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How to Make an Impact with Creative Follow Up -- Part 2

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By David A. Smith, CEO of Sherpa, a Senior Housing Forum Partner

This is the second of a two-part series on Creative Personalized Follow Up by Senior Housing Sales Expert David Smith. Click here for Part One. 

Start at the Beginning

Personalized Creative Follow-Up (known by many of you as CFU) should be on your mind as soon as you’ve had any meaningful contact with a prospect. Start thinking about it as soon as you’ve finished your first phone conversation and continue building CFU options and ideas throughout the entire selling process.

Send a Message

Create materials that demonstrate your intentions, build trust and show your prospects you are willing to spend time on them. CFUs can also be something extraordinary that you do, like inviting a prospect to visit your competitor’s community or solving problems that exceed your expected role as “salesperson." If you do send something, CFUs should be hand-delivered either by you, by a driver or via Fed-Ex – always with a sense of urgency and importance.

When to Do Creative Follow-ups?

Creative Follow-Up is appropriate at any time. Your goal should be to send or do something for each of your “Top 10” leads at least several times per week. To be effective, CFUs need to be continuous. Try to send a CFU before and/or after every face-to-face visit, phone conversation and planning session. Respond whenever something special, interesting or unusual comes up in a visit or phone call. Initiate some kind of CFU whenever the sales scenario seems to have lost direction, focus or energy. For example:

  • After any inquiry from a qualified prospect or adult child

  • After you get a “yes” to an appointment

  • After you get a “no” to an appointment

  • Before a tour

  • After a tour

  • After a phone call

  • As a “re-touch” when you haven’t reached out for a while

Factors for Planning an Effective CFU

  • Gauge the prospect’s level of knowledge and trust

  • Assess the prospect’s stage of readiness to make a move

  • Consider prospect’s personality or sense of humor

If there is a low level of knowledge and trust, err on the side of doing something that comes across as fun and purely inspirational. Avoid sending things with your company/community logo or information relating to your product, services or amenities unless they have requested it. Flowers, books, personal notes, or something inspired by a conversation you had with them are always great places to start.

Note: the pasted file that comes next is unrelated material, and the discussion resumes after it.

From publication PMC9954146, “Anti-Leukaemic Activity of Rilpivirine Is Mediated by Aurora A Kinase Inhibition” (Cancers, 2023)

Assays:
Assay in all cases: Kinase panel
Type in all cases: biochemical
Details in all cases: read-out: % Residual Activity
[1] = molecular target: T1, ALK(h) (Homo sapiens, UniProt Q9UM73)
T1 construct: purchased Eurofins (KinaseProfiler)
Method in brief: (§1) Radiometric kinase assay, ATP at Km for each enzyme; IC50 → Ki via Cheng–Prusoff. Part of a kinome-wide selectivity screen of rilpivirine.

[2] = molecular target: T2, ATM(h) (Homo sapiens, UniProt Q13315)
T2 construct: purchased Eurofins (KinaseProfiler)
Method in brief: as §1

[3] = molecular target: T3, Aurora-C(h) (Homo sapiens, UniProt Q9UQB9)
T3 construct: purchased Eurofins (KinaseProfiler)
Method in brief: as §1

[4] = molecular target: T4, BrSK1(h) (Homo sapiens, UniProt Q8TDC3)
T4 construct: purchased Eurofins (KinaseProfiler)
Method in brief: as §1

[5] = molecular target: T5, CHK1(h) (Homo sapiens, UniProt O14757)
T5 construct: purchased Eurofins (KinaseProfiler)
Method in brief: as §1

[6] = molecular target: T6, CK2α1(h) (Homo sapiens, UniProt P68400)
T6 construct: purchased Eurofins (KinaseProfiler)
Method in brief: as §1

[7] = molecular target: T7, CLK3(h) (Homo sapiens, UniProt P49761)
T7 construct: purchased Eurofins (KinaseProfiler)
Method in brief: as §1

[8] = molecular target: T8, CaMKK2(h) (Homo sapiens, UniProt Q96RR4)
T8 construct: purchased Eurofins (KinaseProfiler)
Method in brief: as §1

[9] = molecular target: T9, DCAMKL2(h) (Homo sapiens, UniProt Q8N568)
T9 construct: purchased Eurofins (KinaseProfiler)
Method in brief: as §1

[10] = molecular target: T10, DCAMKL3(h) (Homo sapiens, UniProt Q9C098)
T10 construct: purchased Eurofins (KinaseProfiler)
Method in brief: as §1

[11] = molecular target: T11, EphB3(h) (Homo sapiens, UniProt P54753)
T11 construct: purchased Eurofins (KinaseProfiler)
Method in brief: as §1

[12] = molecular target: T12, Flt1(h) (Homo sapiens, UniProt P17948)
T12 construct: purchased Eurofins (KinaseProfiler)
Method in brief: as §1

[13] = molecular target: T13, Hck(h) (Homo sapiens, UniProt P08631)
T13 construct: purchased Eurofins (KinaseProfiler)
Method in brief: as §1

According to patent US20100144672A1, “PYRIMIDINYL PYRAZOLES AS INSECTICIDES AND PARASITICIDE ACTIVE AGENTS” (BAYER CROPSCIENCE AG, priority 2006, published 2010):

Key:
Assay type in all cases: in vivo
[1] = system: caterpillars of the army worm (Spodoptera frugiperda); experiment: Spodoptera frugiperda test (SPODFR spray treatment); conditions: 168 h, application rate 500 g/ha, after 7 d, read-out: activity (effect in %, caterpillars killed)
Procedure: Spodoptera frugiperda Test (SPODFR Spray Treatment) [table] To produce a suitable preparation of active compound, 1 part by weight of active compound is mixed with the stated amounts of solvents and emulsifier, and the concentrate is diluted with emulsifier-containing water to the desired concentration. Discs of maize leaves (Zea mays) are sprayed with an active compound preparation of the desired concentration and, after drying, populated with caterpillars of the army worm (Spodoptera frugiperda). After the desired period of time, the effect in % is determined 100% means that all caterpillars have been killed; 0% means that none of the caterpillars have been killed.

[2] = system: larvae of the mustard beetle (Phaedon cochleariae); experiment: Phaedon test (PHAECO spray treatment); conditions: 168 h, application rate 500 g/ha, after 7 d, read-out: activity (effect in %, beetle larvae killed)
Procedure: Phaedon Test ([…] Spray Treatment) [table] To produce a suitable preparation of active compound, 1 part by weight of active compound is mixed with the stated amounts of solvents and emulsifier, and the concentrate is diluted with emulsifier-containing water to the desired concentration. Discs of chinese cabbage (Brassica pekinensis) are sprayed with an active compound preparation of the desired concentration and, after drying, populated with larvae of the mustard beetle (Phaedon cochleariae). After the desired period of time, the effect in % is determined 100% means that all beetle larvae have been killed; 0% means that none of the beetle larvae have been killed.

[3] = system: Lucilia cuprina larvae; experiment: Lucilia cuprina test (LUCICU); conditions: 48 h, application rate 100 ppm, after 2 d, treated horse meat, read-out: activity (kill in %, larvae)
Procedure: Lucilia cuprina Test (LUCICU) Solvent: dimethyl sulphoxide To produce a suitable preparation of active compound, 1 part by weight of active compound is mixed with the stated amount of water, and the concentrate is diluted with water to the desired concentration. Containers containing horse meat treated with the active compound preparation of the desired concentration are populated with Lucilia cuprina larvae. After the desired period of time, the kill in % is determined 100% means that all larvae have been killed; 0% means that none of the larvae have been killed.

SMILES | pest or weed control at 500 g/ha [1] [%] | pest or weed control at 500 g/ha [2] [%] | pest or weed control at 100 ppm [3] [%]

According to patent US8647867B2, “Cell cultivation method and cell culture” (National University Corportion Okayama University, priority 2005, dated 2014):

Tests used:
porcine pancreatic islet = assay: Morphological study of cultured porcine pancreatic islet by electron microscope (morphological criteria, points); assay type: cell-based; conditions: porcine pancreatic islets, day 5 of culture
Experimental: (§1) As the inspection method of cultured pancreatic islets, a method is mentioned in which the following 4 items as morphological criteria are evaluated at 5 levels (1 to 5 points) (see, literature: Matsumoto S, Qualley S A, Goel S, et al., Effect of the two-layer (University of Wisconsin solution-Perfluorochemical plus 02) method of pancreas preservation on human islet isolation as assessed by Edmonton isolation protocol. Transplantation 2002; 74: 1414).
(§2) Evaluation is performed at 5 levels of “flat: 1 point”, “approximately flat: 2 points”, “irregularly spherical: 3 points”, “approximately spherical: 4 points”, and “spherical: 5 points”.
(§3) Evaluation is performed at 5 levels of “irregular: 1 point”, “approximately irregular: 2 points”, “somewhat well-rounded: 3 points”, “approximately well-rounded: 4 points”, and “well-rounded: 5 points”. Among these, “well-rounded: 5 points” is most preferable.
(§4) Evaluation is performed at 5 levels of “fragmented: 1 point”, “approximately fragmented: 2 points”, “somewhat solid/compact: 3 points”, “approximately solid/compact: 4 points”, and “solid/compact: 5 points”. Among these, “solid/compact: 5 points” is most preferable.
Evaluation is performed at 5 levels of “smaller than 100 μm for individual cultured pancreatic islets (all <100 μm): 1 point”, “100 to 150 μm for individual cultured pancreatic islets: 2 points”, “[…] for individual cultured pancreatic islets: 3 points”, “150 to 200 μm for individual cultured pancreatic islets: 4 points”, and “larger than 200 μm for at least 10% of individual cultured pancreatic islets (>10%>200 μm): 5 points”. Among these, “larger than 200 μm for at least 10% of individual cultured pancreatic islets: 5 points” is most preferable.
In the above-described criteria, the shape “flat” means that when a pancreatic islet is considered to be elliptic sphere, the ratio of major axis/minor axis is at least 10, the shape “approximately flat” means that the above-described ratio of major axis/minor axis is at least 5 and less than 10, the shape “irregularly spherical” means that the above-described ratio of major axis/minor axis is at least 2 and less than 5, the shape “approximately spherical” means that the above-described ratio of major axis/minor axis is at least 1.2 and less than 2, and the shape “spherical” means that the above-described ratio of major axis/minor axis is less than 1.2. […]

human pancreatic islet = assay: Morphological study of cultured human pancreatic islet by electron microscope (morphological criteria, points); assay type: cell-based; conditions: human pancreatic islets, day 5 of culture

Example of a low-trust, low-knowledge Creative Follow up Effort:

On an initial tour with a dad and daughter, I offered them something to drink. The daughter asked if we had green tea, which we did not. She settled for a cup of black tea instead, and we had a nice visit.

As soon as they left, we had a driver pick up a nice tin of green tea and hand-delivered it to their home with a personal note from me. I also took a picture of the pair and included it in the package.

The daughter later mentioned that the gesture showed that we cared about their lives and were willing to go above and beyond in a way that the other places wouldn’t.

 If there is a high level of knowledge and trust, you should have enough discovery to create something meaningful and personalized for them.  This is also a good time to determine how much information about your community you would like to incorporate.

Example of a high-level trust, high-knowledge Creative Follow up Effort:

We had multiple face-to-face and voice-to-voice contacts with Joyce and her daughter Susan. Joyce was a candidate for our early-stage memory care community. Susan, who took on the role of primary caregiver, was very concerned about her mother’s safety and would have moved Joyce into our community but for the strong objections of Joyce’s out-of-state brother.

To assist Susan to better explain what was behind her concerns for Joyce, we helped Susan compile a “911 Report Binder" containing:

  1. Excerpts with dates and narratives from Susan’s personal observations journal

  2. Checklist of things that Joyce would need to change to make her existing home safe

  3. Crime statistics for the neighborhood that Joyce lived in

  4. A letter from Joyce’s doctor recounting his advice following Joyce’s most recent visit

The 911 Report Binder was then sent via overnight mail to Joyce’s brother with a request for a face-to-face meeting to review and discuss concerns together.

Now that we’ve explored the components of a CFU and given you some examples of how to properly plan and execute on these impactful sales tactics, I wish you happy selling and more importantly, connecting with your prospects.

For more best practices in senior housing sales, please visit our blog.


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